A suggestion in 1933 by a junior draughtsman, Harry Beck, for a different approach to mapping its railways using an easy-to-follow diagrammatic method based on straight lines, was liked by the public, though no-one has ever attempted to measure its commercial value to the Underground. The map's successors are still with Londoners today and its principles have been used in many other cities and countries.
Beautifully done, but rather a chore to read ... many passages are the equivalent of "and then in April he straightened up the line between Arsenal and Holloway Road" or "changed the interchange to a circle with a dot in it rather than a square" and so on and so forth. It's just not a compelling narrative.
There are certainly many maps. But the main drama is the original creation: choosing a stylized schematic approach, which is certainly easier to read, rather than crowding it all onto an actual map with correct proportions. And because of this, it's rather like reading a version of Pride and Prejudice where Elizabeth and Darcy marry in the first chapter, and the successive chapters are accounts of what they had to eat, what their bed times were, and lists of servants as the household changed over time (in case it's not clear, I'd vastly prefer the original Pride and Prejudice, where there were characters and suspense and humour and such).
But this is real life, so the author has to deal with what he's been given.
Note: I have written a novel (not yet published), so now I will suffer pangs of guilt every time I offer less than five stars. In my subjective opinion, the stars suggest:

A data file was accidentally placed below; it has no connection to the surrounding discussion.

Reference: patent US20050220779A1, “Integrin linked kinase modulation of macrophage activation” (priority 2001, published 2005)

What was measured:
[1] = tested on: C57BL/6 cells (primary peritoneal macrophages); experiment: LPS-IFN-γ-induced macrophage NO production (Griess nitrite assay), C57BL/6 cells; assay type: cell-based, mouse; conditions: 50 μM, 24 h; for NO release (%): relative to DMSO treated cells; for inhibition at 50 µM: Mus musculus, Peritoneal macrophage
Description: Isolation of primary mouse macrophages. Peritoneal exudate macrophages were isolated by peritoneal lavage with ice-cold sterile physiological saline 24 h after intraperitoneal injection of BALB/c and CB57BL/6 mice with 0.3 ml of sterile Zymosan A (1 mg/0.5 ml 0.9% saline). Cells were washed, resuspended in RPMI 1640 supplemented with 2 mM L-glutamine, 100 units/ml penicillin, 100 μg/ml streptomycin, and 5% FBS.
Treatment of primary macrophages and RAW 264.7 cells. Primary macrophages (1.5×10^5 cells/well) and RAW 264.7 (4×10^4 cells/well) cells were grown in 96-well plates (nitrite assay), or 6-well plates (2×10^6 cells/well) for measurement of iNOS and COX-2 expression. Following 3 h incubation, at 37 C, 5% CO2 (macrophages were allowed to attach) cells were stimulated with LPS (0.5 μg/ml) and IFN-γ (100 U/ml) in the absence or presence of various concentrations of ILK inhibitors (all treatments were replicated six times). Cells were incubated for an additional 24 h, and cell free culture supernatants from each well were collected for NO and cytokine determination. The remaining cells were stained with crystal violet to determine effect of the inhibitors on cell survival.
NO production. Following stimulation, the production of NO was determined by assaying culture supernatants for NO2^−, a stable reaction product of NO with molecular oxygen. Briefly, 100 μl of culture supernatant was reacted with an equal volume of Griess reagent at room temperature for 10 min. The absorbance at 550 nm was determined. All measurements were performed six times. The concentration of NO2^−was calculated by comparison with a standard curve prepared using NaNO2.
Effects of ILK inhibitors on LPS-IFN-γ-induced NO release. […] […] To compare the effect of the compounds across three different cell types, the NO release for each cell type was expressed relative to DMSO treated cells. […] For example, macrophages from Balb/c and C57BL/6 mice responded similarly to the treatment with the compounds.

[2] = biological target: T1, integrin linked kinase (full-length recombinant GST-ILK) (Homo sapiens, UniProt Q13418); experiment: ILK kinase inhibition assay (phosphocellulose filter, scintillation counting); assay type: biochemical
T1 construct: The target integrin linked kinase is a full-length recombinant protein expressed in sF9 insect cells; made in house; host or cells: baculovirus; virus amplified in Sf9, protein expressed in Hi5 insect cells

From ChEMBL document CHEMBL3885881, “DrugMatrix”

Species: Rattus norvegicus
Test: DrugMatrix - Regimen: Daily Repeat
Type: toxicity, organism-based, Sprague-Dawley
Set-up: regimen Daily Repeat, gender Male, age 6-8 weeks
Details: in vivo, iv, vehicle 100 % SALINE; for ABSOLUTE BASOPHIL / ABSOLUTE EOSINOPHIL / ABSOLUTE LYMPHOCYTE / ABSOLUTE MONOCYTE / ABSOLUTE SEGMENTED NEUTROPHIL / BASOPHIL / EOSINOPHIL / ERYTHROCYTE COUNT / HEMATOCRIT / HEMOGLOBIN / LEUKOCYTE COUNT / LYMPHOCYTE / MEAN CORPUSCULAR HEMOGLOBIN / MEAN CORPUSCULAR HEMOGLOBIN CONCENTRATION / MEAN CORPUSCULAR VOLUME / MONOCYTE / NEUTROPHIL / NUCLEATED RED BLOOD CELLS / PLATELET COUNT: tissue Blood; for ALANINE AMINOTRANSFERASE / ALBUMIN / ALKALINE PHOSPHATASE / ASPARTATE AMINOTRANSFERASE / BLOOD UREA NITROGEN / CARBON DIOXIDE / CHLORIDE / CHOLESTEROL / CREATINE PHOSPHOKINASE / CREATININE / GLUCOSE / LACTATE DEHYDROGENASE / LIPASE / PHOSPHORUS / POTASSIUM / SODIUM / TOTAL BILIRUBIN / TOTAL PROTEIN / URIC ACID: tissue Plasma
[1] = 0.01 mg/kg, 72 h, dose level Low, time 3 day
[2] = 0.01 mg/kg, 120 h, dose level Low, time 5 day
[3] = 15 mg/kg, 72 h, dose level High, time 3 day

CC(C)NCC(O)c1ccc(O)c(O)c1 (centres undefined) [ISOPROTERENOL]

(5* = one of my all-time favourites, 4* = really enjoyed it, 3* = readable but not thrilling, 2* = actually disappointing, and 1* = hated it. As a statistician I know most books are 3s, but I am biased in my selection and end up mostly with 4s, thank goodness.)
Harry Beck was responsible for the best piece of graphic design of the 20th century - the London Underground map. Commissioned as a freelance designer in 1932, he was paid the princely sum of 10 guineas (about £400 in today's values) for his design. The key element of the design was its clear representation of the underground system without reference to geographic reality above ground. It ensured that the information provided made the passenger's journey through the system as easy as possible. Beck subsequently joined London Transport as an employee and updated the map over the following three decades. But, there was always a vagueness about the copyright of the map and this finally came to a head when LT issued an updated version in 1962 credited to Paul Garbutt. Beck was obsessed about his design and sent the rest of his life trying forlornly to become the designer again. A fascinating insight into the origins of the map but ultimately sad.
Brief and insanely detailed story of the development of the famed London Underground "diagram" designed in the early 1930's by Henry Beck.
The book is both a primer on excellent "information design," and a beautiful thin coffee table book with lots of full-color map reproductions. It's surprising to see just how frequently, and with what attention to minute detail, Beck revised his original design.
The book maybe goes a bit far with the minutiae, and those (like me) unfamiliar with Tube stops and London geography may find a few sections impenetrable. But for the most part this is fascinating stuff. Especially towards the end, as the book outlines Beck's desperate, obsessive work on perfecting his diagram, long after the Underground had stopped accepting his input.
Obviously, I'm a sucker for this sort of thing, but: formatted as something like a coffee-table book, yet informative and fun for a transit geek with enough London time under his belt to recognize the meat of the compromises.